While Chambi’s archive is an important document of a key period in the Southern Peruvian Andes, it has to be seen as part of the larger archival impetus that emerged in the city during his lifetime. Working together across multiple fronts, indigenista photographers, local scientists, historians, artists, and intellectuals founded countless cultural and scientific institutes, newspapers, journals, and radio stations. They also established important archeological artifact collections to preserve and promote the pre-Columbian cultural heritage of the city and environs. They understood the dictum that political power depends on the control of the archive, which is also that of memory, as Jacques Derrida noted.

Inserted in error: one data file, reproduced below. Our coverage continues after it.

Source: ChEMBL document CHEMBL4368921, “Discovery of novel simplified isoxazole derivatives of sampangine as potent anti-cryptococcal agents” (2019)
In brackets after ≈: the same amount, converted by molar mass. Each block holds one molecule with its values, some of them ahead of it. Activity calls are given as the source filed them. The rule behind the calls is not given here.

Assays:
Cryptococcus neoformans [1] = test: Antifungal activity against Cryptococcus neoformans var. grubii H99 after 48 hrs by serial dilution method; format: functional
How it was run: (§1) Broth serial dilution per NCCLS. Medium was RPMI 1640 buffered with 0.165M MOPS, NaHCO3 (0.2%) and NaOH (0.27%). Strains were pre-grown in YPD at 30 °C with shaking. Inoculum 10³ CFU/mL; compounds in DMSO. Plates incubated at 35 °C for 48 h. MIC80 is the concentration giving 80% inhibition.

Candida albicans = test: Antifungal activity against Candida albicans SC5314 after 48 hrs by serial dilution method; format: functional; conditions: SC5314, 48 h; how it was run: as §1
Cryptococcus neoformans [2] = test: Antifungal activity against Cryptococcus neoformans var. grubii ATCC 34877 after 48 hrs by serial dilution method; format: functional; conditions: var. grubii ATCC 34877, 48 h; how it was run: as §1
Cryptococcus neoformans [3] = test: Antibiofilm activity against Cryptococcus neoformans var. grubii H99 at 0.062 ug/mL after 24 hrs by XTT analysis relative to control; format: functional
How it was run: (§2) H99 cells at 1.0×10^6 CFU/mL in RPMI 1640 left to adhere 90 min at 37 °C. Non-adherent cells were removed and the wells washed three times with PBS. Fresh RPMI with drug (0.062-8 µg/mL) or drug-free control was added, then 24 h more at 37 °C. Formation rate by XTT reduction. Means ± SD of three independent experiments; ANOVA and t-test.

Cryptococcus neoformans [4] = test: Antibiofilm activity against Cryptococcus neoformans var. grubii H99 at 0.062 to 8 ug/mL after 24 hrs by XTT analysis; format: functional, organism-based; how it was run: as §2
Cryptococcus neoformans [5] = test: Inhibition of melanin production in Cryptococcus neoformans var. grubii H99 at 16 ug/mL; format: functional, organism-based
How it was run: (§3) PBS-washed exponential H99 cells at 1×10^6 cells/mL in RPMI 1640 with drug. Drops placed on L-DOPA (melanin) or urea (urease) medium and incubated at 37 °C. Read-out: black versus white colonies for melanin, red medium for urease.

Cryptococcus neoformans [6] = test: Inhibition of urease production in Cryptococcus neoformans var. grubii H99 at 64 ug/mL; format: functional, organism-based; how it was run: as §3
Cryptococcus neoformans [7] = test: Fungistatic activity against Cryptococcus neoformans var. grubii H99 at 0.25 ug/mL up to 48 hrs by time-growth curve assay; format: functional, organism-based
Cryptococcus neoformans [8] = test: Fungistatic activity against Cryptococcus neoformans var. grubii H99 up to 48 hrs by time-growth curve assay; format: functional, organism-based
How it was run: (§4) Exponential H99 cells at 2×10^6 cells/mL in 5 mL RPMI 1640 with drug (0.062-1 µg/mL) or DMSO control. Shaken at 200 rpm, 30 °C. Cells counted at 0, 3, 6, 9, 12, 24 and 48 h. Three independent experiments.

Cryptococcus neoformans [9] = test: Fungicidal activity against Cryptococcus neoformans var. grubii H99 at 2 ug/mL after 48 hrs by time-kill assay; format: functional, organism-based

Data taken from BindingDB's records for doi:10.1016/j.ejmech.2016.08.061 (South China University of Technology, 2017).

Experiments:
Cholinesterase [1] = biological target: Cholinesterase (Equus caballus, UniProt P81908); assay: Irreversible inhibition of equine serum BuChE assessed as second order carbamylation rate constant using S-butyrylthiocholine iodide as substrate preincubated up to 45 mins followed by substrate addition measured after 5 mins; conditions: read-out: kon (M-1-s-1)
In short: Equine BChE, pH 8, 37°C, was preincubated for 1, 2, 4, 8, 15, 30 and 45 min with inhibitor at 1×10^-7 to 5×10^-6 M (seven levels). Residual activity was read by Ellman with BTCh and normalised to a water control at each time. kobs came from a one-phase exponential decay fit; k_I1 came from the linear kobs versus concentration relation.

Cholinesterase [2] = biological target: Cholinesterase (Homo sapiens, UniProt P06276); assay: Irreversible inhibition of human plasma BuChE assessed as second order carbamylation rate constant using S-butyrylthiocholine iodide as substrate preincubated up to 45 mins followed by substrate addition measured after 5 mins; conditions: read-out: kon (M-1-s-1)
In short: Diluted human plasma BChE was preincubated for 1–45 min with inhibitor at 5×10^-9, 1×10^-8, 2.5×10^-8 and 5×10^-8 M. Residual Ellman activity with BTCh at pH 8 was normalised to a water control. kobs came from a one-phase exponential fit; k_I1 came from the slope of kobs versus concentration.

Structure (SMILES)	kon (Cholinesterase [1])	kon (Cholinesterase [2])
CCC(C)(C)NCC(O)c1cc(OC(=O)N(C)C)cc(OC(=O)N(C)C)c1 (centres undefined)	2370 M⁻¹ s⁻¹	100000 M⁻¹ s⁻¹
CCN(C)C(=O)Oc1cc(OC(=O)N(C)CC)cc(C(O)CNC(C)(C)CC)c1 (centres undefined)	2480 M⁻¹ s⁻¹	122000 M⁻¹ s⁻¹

Working on multiple fronts (social, political, artistic) the indigenistas refused the colonial narrative of Spanish/European superiority and fought to affirm native and local identities. The discovery of Machu Picchu was key in both inspiring and buttressing their efforts. Unremarkable in and of itself because these ruins had long been known to locals, as I noted above, the “discovery” actually became important thanks to the savvy propagandistic efforts undertaken by Philadelphia-born economist and university reformer, Albert Giesecke. Brought to Cusco to settle massive student protests in Cusco’s prestigious Universidad Nacional San Antonio Abad, Giesecke very quickly understood the importance of center-staging local epistemologies as well as promoting key archeological discoveries abroad. As a result, the 1933 Congress of Americanists declared Cusco the Archaeological Capital of the Americas, and UNESCO designated the city a World Heritage Site fifty years later.